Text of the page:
What if Kate Middleton were Mexican? Are Kate and Will.i.am kissing cousins? And why did Pippa dare to wear white? These are the questions of the hour as royal watchers wag their tongues and clutch their pearls in the wake of the so-called Wedding of the Eon. Leave it to your Answer B!tch to handle all of those questions, and more, in this very royal Lightning Round.
Why did Pippa wear white? Isn't it awfully distasteful for someone to wear white to a wedding (other than the bride of course)?
—Pablo, via Facebook
The white maid-of-honor dress would seem like a ballsy break from tradition. But ...
... England does, apparently, have a tradition involving all-white bridal parties. Plus, given that all eyes were likely going to be on Kate no matter what she wore—and that Kate herself probably approved the look of her bridal party—a white column dress really shouldn't cause anybody to clutch pearls. For the record, fashion snobs agree, including Tim Gunn, who said, "I like the counterpoint that they gave each other. Very interesting that Pippa would wear that dress everyone predicted Catherine would wear."
What if Kate Middleton were Japanese or Mexican? Would he still marry her?
—Samantha S., via Facebook
Until relatively recently, Prince William would have faced quite a bit of pressure to marry anyone but a Brit. For hundreds of years, royal children were considered pawns to be used to forge foreign alliances via marriage. Henry VIII, for example—you know, that guy on The Tudors?—married a woman from Germany and a Spanish infanta, among others. (And for the record, that blonde that Harry is dating? She's from Zimbabwe, you know.)
As with any marriage of someone in the British royal family, it must be asked: Just how closely related are Prince William and Kate Middleton?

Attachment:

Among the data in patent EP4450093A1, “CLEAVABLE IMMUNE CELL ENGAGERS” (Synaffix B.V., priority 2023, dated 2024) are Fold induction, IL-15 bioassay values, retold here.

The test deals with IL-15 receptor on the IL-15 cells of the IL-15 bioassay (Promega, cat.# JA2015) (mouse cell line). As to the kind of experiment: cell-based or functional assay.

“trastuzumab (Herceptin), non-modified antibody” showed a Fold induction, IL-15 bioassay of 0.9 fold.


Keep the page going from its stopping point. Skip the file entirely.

—Channing, via Facebook
Oh, you cheeky, scandal-hungry monkey. They are, technically, 12th cousins, once removed, by way of an ancestor named Sir Thomas Leighton.
That coach looked familiar. Does the family loan it out to foreign royals or something?
—Bosun28, via the inbox
Dear Wiseass: It was the same carriage Diana rode in during her wedding to Prince William's father in 1981.
Why did William choose to wear his red uniform and not the other one?
—F.S., via the inbox
It was an interesting choice; William could have opted for his Royal Air Force uniform, but instead selected the scarlet that symbolizes the Irish Guards Mounted Officers. Two working theories are floating around at this hour: that William chose the uniform as a tribute to a battalion that recently returned from a tour in Afghanistan, or that the royal family wanted to demonstrate unity with Ireland ahead of a state visit to that country next month.
What was that medal that David Beckham was wearing? Does he have a royal title?
—Sensi, via the inbox
He may be a king of the soccer pitch, but that's about it. That medal did come from the queen, though; it's called an O.B.E., or Order of the British Empire. It's awarded for service to Britain in a noncombatant capacity.
Why did they get married at Westminster Abbey? Didn't his mom get married somewhere bigger?
_Royalz, via the inbox
William's Dad had a wedding that doubled as a formal state occasion. That meant more guests—1,600 more guests, to be exact. And St. Paul's is big enough to house 3,900 people. And their hats.
How much control did Kate have over what dress she wore?
—Dominick J.C., via Facebook
The palace reportedly urged Kate to choose a British designer—which she did—but other than that, the choice of McQueen was said to be all her.
What is Kate's last name now?
—Flighty, via the inbox
Because she now royalty with a title, she will now officially go without a last name, aka Catherine Duchess of Cambridge. But, technically, the last name of her husband's family is Mountbatten-Windsor. (At work, William and Harry simply go by "Wales.")
Why were there trees in the abbey?
—Kim H. Francis, via Facebook
They were part of the royal wedding flowers, darling. For the record, they were 20-foot-high English field maples. Now that the ceremony is over, they will be planted at Charles's estate at Highgrove.
Who were the page boys and little girls?
—Jennifer H.S., via Facebook
They were: William's cousin, Lady Louise Windsor (7); his second cousin, Margarita Armstrong-Jones (8), Billy Lowther-Pinkerton, the son of William's private secretary, Jamie Lowther-Pinkerton (10); Eliza Lopes, the Duchess of Cornwall's granddaughter (3); and the prince's godson, Tom Pettifer. The cute little grumpy one was 3-year-old Grace Van Cutsem, a goddaughter of the prince.